Tremendous Boy

Podcasting 101: Embrace the audio-first strategy

As Wonkybot preps a film adaptation of its flagship IP, co-founder Stewart St. John explains why podcasting is an inexpensive space for building brands.
December 14, 2020

The kids industry has been investing in audio content in a major way this year. Big players including Marvel and National Geographic have lined up new podcasts, and the market is quickly filling up with competitors. But with so many voices vying to be heard, the challenge for kids content creators has evolved from making kids podcasts to making sure the content stands out.  

The global podcasting market was valued at US$9.28 billion in 2019 and is expected to climb by 27% by 2027, according to Grand View Research. Children, in particular, are hungry for audio content. A 2017 survey from Kids Listen found that of active podcast listeners, 80% tune in to an episode more than once, with 20% of those kids tuning in more than 10 times.

Today, Kidscreen is kicking off its Podcasting 101 series to answer burning questions about doing business in the space, such as what are platforms doing to stand out? Can you build a brand through audio organically? And today’s query: What does an audio-first content strategy even look like?

LA-based kids podcast company Wonkybot believes the secret to a greenlight is an audio-first strategy. Begin with the podcast, and success in other mediums will follow.

The podcast producer behind superhero Tara Tremendous and the recent Origins Unknown is now working with Marc Platt Productions (LaLa Land, Dear Evan Hansen) to turn Tara Tremendous into a feature film, says co-founder Stewart St. John.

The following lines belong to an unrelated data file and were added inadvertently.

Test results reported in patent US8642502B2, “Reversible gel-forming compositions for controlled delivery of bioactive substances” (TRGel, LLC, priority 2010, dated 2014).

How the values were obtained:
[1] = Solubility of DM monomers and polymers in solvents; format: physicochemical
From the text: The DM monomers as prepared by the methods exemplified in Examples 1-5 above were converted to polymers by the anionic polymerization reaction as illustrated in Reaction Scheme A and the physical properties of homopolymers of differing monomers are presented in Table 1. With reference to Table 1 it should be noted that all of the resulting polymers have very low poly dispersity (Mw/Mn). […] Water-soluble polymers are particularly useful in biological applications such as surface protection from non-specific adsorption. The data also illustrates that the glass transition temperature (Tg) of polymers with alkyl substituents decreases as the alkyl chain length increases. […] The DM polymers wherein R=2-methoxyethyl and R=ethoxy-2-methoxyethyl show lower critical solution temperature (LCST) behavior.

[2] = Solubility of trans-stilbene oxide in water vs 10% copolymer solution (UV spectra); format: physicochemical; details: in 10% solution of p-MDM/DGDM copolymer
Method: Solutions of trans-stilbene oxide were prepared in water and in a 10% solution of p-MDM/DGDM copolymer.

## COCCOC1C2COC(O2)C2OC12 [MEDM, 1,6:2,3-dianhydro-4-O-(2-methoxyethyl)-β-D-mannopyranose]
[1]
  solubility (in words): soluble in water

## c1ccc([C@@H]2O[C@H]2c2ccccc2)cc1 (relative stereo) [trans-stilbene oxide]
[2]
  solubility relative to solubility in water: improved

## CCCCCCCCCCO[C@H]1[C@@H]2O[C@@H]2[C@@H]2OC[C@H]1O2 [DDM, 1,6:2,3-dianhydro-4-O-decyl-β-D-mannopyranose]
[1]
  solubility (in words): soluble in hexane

“Our audio-first strategy lets us establish an IP in an easier and less expensive way, while not being reliant on big networks,” says St. John. “Now that we have the audience, we’re able to bring our brands to other mediums. With audio content, we’re removing all of the difficulties that make it hard to get TV or movie projects picked up.”

Making a podcast can cost tens of thousands of dollars, but these numbers pale in comparison to the hundreds of thousands it costs to make a live-action episode, or the millions that go into an animated TV series, adds St. John.

Podcasts also offer a much quicker way to build up an audience. Wonkybot can create a 10-episode series in around three months, says St. John. The shorter timeframe allows the studio get to market faster and juggle more projects. And he adds that the medium has more built-in flexibility than a traditional TV show because the content doesn’t rely on visuals, so the team is able to swap characters’ genders or age them up or down when bringing a property to TV without affecting the audience’s assumptions.

Wonkybot launched Tara Tremendous in 2015, when the podcast market was still in its infancy. The majority of offerings were geared at adults, like Serial, and putting out original content for tweens and teens helped the studio stand out. Today, there’s more competition, and St. John says the keys to continuing to draw in listeners are high production values and volume.

Wonkybot is gearing up on a new time-traveling teen adventure called Historynauts (working title, 10 episodes)which is expected to deliver in early 2021. Hannah Monson (Glitch) has been cast as an alien who guides five teenagers from a small town on time-traveling missions to protect history.

Correction: Kidscreen mis-reported statistics from Kids Listen. This article has been updated with accurate numbers. Kidscreen regrets the error.

About The Author
News editor for Kidscreen. Ryan covers tech, talent and general kids entertainment news, with a passion for kids rap content and video games. Have a story that's of interest to Kidscreen readers? Contact Ryan at



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